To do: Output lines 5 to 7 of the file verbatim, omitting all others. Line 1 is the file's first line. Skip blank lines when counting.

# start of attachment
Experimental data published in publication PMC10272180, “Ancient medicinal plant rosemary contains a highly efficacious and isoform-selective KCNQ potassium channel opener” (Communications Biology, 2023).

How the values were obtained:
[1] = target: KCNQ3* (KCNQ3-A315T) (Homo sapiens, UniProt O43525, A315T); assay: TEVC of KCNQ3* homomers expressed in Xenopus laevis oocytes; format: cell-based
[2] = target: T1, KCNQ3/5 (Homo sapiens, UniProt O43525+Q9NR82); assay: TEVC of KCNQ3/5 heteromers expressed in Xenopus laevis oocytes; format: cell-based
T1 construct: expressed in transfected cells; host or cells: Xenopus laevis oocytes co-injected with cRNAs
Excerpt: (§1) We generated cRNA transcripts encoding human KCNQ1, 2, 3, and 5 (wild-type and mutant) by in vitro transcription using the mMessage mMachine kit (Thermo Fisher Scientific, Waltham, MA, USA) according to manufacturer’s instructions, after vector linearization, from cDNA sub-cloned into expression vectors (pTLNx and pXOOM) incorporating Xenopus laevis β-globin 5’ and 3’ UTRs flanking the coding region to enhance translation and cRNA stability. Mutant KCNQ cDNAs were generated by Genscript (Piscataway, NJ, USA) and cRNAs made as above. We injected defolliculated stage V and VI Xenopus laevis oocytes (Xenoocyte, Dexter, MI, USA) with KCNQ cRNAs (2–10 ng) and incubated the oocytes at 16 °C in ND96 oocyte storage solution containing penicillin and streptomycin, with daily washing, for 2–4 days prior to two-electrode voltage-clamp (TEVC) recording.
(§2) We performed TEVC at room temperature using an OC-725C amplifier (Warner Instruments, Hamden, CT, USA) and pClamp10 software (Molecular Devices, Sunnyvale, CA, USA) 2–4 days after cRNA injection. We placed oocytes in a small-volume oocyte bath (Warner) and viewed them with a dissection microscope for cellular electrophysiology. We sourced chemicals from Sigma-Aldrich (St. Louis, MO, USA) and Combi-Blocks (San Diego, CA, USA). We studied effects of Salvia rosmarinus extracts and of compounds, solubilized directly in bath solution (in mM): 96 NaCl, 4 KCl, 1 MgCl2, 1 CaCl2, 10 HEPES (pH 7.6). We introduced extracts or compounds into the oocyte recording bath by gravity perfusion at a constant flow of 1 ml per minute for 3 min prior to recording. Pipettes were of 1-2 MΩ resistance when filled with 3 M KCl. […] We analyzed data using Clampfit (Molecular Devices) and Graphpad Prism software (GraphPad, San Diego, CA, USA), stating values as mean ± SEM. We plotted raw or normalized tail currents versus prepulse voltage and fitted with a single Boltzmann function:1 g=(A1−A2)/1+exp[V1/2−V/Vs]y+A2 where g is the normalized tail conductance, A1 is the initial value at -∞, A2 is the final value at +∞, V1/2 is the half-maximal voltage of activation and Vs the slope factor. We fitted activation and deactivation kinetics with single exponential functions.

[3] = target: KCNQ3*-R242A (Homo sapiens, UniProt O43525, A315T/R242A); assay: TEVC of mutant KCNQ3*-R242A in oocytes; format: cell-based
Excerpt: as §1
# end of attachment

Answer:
T1 construct: expressed in transfected cells; host or cells: Xenopus laevis oocytes co-injected with cRNAs
Excerpt: (§1) We generated cRNA transcripts encoding human KCNQ1, 2, 3, and 5 (wild-type and mutant) by in vitro transcription using the mMessage mMachine kit (Thermo Fisher Scientific, Waltham, MA, USA) according to manufacturer’s instructions, after vector linearization, from cDNA sub-cloned into expression vectors (pTLNx and pXOOM) incorporating Xenopus laevis β-globin 5’ and 3’ UTRs flanking the coding region to enhance translation and cRNA stability. Mutant KCNQ cDNAs were generated by Genscript (Piscataway, NJ, USA) and cRNAs made as above. We injected defolliculated stage V and VI Xenopus laevis oocytes (Xenoocyte, Dexter, MI, USA) with KCNQ cRNAs (2–10 ng) and incubated the oocytes at 16 °C in ND96 oocyte storage solution containing penicillin and streptomycin, with daily washing, for 2–4 days prior to two-electrode voltage-clamp (TEVC) recording.
(§2) We performed TEVC at room temperature using an OC-725C amplifier (Warner Instruments, Hamden, CT, USA) and pClamp10 software (Molecular Devices, Sunnyvale, CA, USA) 2–4 days after cRNA injection. We placed oocytes in a small-volume oocyte bath (Warner) and viewed them with a dissection microscope for cellular electrophysiology. We sourced chemicals from Sigma-Aldrich (St. Louis, MO, USA) and Combi-Blocks (San Diego, CA, USA). We studied effects of Salvia rosmarinus extracts and of compounds, solubilized directly in bath solution (in mM): 96 NaCl, 4 KCl, 1 MgCl2, 1 CaCl2, 10 HEPES (pH 7.6). We introduced extracts or compounds into the oocyte recording bath by gravity perfusion at a constant flow of 1 ml per minute for 3 min prior to recording. Pipettes were of 1-2 MΩ resistance when filled with 3 M KCl. […] We analyzed data using Clampfit (Molecular Devices) and Graphpad Prism software (GraphPad, San Diego, CA, USA), stating values as mean ± SEM. We plotted raw or normalized tail currents versus prepulse voltage and fitted with a single Boltzmann function:1 g=(A1−A2)/1+exp[V1/2−V/Vs]y+A2 where g is the normalized tail conductance, A1 is the initial value at -∞, A2 is the final value at +∞, V1/2 is the half-maximal voltage of activation and Vs the slope factor. We fitted activation and deactivation kinetics with single exponential functions.